Here’s some food for thought: Why did colonialism occur on our land for several hundred years? Why didn’t proto-Malaysians fight back the moment invasion was upon them? And here’s a tougher nougat for thought; despite everything, was colonialism a good thing for Malaysia?
Before answering those big questions without empirical certainty, perhaps we should ask how colonialism is framed and discussed in the Malaysian popular imagination. Thinking about colonialism at the time of national day celebrations can serve a variety of useful purposes. For the patriotic, it’s about commemorating the day we showed the penjajah (colonial/imperialist powers) the door and declared our political independence; for historians, it’s a reminder of how little we’ve decolonised ourselves. But for the ordinary Malaysian who are neither the chest-beating patriotic type nor learned historian*, colonialism is in the past and has no bearing on the present or future.
How do most Malaysians remember our colonial past? Or rather, how are we expected to remember our colonial past? What does colonialism mean in our popular imagination? The pages of our diluted, heavily edited and biased history textbooks do not burn with distaste and anger toward our European (particularly British) colonial masters. Instead, we remember them as relatively benevolent men who found economic potential in proto-Malaysia. They struck a deal with the sultans to settle and develop industries, our industries. They fought to keep the perils of communism and Japanese imperialism at bay. They helped us on our way to independence.
Their presence was therefore seen in many ways a boon to our imminent independence; our colonial masters helped build roads and other very useful public infrastructure, introduced an organised education system, and made us speak English among other things. With the history of indentured labour a mere footnote in Malaysian history books, we remembered our colonialism as less severe; we did not suffer colonial slavery of the scale that tore swaths of people and cultures apart in the Caribbean, the Americas, and Africa in the eighteenth and nineteenth centuries.
The cradle of our independence was not washed in blood like India and Pakistan. In comparison, the liberation of the federated Malay states and straits states (excluding Sabah and Sarawak) in 1957 was like a gift on a silver platter handed from one group of British colonial elites to a coterie of a mainly Malay elite. For our British colonial masters, the London-educated, steak-loving anglophile Tunku Abdul Rahman ticked the boxes of the ideal leader for the newly-born postcolonial states, not the anti-colonial Malay and Chinese communists who fought bitterly in vain to drive the British out. For Lim Kean Chye, merdeka has little to no meaning, as Malaysia is still a colonial state, furnished with a racist superiority complex that imbues our national psyche and legal system, a complex not far removed from the racist colonial one with the added manic flag-waving pretensions of a liberated and democratic nation.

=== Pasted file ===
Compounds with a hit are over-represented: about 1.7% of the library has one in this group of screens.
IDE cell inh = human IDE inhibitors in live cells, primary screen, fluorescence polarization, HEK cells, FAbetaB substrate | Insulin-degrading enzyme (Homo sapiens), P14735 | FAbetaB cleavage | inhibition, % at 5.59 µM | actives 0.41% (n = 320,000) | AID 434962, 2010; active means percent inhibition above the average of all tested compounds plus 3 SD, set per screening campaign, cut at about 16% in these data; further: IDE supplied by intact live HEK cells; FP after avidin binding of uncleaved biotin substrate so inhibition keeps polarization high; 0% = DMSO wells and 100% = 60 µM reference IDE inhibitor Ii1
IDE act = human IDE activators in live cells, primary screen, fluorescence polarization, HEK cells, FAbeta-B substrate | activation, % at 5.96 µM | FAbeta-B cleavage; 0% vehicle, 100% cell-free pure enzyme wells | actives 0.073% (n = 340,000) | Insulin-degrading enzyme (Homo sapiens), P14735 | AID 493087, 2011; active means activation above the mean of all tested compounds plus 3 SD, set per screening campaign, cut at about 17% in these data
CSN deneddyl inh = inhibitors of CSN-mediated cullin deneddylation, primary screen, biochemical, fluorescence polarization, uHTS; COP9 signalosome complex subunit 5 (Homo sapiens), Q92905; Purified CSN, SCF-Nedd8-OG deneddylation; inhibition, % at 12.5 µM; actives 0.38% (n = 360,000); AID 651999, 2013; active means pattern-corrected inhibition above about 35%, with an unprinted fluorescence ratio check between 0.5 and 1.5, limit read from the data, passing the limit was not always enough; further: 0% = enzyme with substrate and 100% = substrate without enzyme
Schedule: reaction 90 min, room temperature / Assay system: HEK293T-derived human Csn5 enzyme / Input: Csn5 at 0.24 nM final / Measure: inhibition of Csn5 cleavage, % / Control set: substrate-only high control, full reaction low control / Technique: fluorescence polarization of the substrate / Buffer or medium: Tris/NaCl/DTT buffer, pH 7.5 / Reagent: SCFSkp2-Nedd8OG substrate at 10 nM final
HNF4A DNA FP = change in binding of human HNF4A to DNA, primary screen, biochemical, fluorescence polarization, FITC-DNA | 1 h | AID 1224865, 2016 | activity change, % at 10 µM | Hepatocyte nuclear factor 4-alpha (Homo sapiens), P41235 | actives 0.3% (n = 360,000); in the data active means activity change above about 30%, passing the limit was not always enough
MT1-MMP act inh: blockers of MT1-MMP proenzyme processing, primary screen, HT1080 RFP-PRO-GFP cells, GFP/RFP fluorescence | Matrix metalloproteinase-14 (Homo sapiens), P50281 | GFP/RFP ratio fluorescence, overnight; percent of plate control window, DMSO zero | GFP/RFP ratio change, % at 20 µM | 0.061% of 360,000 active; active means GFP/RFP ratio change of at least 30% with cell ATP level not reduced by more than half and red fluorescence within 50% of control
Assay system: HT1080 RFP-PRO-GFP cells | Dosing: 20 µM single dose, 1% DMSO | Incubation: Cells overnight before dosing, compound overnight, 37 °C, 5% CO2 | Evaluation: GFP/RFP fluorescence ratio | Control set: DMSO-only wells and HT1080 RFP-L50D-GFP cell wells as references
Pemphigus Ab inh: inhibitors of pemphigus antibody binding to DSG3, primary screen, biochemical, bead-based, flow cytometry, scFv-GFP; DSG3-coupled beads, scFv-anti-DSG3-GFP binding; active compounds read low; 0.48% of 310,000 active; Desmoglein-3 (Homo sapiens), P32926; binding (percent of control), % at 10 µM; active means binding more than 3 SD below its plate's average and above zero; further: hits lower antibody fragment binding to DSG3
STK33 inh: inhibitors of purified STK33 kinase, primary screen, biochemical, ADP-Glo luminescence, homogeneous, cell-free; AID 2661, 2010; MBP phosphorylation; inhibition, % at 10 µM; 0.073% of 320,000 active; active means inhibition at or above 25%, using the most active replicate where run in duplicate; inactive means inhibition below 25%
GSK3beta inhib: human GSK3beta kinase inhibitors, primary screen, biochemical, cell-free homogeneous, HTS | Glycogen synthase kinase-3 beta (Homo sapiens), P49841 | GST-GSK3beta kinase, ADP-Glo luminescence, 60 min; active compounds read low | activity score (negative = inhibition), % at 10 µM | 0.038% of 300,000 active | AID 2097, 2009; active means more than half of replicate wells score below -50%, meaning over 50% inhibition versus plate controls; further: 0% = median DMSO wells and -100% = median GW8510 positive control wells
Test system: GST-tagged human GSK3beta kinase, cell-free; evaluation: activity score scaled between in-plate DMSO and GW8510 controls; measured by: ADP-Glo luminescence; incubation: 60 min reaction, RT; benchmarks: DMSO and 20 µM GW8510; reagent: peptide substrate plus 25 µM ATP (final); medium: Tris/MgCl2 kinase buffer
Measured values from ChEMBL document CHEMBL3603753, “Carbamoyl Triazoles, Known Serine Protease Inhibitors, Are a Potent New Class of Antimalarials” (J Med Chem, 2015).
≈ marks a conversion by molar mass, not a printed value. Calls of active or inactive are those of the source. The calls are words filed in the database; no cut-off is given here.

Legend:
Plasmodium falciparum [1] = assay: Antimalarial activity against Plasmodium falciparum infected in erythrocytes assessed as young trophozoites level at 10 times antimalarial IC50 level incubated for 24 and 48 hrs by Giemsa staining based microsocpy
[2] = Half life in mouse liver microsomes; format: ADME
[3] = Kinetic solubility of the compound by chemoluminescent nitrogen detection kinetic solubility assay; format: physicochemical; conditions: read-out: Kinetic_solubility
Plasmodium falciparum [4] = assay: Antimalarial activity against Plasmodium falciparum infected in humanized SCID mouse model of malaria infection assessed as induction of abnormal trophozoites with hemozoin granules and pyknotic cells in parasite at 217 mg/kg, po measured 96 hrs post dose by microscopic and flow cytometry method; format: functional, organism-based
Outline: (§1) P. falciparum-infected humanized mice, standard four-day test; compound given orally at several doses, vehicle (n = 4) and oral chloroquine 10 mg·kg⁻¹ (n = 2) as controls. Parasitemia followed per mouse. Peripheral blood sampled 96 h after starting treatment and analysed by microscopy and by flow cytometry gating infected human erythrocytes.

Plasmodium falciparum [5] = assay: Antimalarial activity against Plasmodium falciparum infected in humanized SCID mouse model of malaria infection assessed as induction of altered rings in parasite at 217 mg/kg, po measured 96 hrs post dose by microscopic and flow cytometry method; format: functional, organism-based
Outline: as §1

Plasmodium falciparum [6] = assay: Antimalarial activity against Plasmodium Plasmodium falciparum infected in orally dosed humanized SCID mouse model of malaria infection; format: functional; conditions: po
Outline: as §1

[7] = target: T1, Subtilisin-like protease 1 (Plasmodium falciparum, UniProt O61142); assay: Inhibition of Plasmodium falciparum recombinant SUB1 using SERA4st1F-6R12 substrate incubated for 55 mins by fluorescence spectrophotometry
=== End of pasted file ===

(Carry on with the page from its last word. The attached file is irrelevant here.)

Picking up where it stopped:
There are several hypotheses for why the popular imagination of our relationship with colonialism is filtered through rosy pink lenses. First, the control of Malay and strait states was smoothly managed in that the states were relatively compact and geographically accessible, not needing extensive and punishing slave labour to build railroads across vast stretches of land to facilitate the colonial plundering of resources (such as in Canada and United States for example). Because of the presence of Islam and by implication a recognised element of ‘civilisation’, the everyday customs and religions of the common people were allowed to self-manage and not need the brutalising ‘civilising’ processes like in India and in the African countries through widespread missionary work and the denigration of local cultures.
Because African peoples were viewed as lacking a religion in the eyes of the colonial puritanical zealots, their dehumanisation and process to ‘civilisation’ were particularly brutal. Racist colonial scholarship that sought to redeem the savagery of non-white peoples, through the construction of racial hierarchy that posits a group of savages as less savage than others, was eclipsed by its inadvertent results; new forms of marginalisation, ethnic divide, and genocide. In Malaysia, the road to independence was punctuated by luck and circumstance with the ethnic divide smoothed-over by fragile diplomatic arrangements, and not defined by struggle and agency.
Colonialism in proto-Malaysia was seen as simply a benign project because the racism of our European invaders did not register in our Eurocentric collective memory. That is perhaps one of the many complex and inter-locking reasons why colonialism occurred for so long in proto-Malaysia. The spectacular retreat of the French that ended colonialism in Haiti in 1804 taught the post-colonial world, among other things, that independence can be won without the paternalistic hand-me-down of a used and abused nation and that colonialism was not an inevitable event in history to be taken for granted. In contrast, the story of Malaysian independence in history textbooks and popular imagination would have us believe that proto-Malaysians slept all throughout European expansion only to be awaken by the gentle nudge of the distant crumbling of Empire.
* Granted, the categories are not necessarily exclusive.